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Our top 5 tips: entering the health and social care market

22 July 2020

Please note: the information contained in this legal update is correct as of the original date of publication.

As the country has mobilised in response to the Pandemic there have been a number of new entrants to the health and social care market providing everything from new technologies to enable the delivery of digital healthcare services to PPE, filling gaps in the market or supplementing overstretched suppliers in other parts of it.

The new entrants are not necessarily restricted to front line suppliers and service providers the market is also attracting new investors looking for their next opportunity. However, the health and social care market can at times be challenging to navigate. If you are looking to grow your presence in this market, here are our five ‘top tips’ for getting started.

  1. Know your target customers and the regulatory framework they are subject to: NHS organisations and local authorities, unlike the independent sector, are subject to the Public Contracts Regulations 2015 (PCR) which impacts on the manner in which those organisations can award contracts for supplies and services. If you are competing for public sector contacts and/or places on frameworks make sure you are up to speed with the PCR.

  2. Know your target customers’ buying patterns: NHS organisations and local authorities will purchase directly through frameworks, independently award contracts and at times join together to leverage economies of scale and buy at scale. The independent sector has a number of buying groups but there are many who purchase only for themselves. It is also not unknown for there to be localised buying arrangements even for national operators.

  3. Understanding the contracts: Unlike the NHS, local authorities do not have standard suites of contracts. If you are contracting with those public sector organisations make sure you fully understand the contractual terms on offer. The NHS operates on a set of standardised contract terms – ensure you do your due diligence and understand how and when the different terms are used.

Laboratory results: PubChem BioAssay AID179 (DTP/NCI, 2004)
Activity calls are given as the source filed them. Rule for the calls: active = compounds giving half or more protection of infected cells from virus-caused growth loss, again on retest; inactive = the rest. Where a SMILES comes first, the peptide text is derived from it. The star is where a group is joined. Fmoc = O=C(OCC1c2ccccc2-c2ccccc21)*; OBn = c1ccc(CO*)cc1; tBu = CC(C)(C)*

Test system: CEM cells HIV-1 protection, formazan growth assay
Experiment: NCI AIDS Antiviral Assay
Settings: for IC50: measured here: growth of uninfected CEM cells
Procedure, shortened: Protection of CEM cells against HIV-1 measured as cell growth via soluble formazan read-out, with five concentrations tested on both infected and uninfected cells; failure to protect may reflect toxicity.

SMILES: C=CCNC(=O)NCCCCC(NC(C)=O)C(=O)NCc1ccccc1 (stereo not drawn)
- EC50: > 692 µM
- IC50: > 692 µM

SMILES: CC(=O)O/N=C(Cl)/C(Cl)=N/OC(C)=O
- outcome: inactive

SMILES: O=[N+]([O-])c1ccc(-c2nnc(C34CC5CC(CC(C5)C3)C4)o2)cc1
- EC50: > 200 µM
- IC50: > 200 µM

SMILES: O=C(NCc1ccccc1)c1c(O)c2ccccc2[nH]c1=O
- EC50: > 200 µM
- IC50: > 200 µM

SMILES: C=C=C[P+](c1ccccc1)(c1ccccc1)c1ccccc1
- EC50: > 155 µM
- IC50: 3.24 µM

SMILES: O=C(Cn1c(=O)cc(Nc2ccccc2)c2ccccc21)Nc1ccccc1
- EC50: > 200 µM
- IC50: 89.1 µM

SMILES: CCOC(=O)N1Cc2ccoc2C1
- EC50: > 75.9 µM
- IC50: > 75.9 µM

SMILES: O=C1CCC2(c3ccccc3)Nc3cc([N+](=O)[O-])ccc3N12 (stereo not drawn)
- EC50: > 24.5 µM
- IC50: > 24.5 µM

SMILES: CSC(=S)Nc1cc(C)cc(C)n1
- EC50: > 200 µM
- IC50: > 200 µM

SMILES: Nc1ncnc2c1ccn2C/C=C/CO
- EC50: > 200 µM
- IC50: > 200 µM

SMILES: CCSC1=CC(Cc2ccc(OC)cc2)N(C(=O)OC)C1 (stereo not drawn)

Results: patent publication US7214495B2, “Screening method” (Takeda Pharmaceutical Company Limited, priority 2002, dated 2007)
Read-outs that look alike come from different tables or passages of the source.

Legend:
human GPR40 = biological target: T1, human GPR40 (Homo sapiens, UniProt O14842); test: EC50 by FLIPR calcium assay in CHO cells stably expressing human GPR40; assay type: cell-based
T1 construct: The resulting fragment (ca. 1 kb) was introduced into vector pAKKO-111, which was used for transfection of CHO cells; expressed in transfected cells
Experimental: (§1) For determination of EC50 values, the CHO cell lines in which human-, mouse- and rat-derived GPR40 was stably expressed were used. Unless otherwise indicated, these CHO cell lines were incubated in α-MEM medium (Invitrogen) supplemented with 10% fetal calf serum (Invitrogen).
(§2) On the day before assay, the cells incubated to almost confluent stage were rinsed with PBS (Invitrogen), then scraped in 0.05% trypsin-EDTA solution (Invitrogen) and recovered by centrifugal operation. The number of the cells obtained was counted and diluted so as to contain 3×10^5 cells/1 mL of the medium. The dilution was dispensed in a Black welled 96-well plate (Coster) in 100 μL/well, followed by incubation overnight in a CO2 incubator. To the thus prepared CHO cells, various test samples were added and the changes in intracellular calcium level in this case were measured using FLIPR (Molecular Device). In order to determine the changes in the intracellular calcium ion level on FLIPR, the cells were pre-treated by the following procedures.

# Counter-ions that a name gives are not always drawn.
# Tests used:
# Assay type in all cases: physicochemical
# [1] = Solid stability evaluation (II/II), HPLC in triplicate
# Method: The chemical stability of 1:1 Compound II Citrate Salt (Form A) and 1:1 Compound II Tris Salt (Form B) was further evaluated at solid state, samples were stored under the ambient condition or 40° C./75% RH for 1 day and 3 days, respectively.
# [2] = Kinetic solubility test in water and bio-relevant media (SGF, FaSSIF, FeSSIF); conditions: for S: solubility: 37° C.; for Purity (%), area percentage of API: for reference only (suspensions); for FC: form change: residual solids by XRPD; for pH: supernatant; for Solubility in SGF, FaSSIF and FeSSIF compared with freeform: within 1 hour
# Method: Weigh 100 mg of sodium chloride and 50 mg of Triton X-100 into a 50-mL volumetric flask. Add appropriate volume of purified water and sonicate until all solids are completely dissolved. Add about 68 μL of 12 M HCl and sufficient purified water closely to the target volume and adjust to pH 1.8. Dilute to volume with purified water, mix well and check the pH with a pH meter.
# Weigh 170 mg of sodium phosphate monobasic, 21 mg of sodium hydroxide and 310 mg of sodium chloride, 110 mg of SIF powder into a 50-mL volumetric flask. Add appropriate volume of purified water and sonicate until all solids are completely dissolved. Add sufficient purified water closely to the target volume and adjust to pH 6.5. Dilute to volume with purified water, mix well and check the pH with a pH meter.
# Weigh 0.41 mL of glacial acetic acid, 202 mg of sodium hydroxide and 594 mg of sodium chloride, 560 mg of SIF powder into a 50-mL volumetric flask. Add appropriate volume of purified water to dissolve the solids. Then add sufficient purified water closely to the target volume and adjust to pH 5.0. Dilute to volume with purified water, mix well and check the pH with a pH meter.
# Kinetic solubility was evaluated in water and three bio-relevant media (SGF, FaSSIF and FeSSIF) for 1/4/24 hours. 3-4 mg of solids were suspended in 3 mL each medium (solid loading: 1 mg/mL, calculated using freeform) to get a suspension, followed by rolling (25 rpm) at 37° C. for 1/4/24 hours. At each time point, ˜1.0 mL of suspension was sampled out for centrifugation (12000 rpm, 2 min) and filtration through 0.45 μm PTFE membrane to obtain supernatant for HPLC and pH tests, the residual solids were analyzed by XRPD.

4. Due diligence: if you are investing in a company or business which operates in this space ensure your due diligence does not overlook the regulatory framework, take the time to understand how the market operates and the relevant regulatory regimes. Investing in a company locked out of the market for a number of years because it failed to get on key frameworks may not be such a good investment nor investing in one whose tech does not have the necessary approvals/licences.

  5. Regulatory requirements: There are a number of regulatory regimes governing the supply of health and care services, the production and supply of medical devices and other aspects of this market. A thorough understanding that regime is necessary to ensure you have a marketable product/service. A number of controls have been relaxed as the response to the Pandemic has been mapped out – don’t be caught out focusing on the current regime without considering whether it may change in the near future as the immediate crisis passes.

For further information or to discuss how we work with clients to advise on routes to market, the regulatory landscape and provide sector specialist due diligence for corporate transactions please contact Clare Auty or Rachel Whitaker.

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The content on this page is provided for the purposes of general interest and information. It contains only brief summaries of aspects of the subject matter and does not provide comprehensive statements of the law. It does not constitute legal advice and does not provide a substitute for it.

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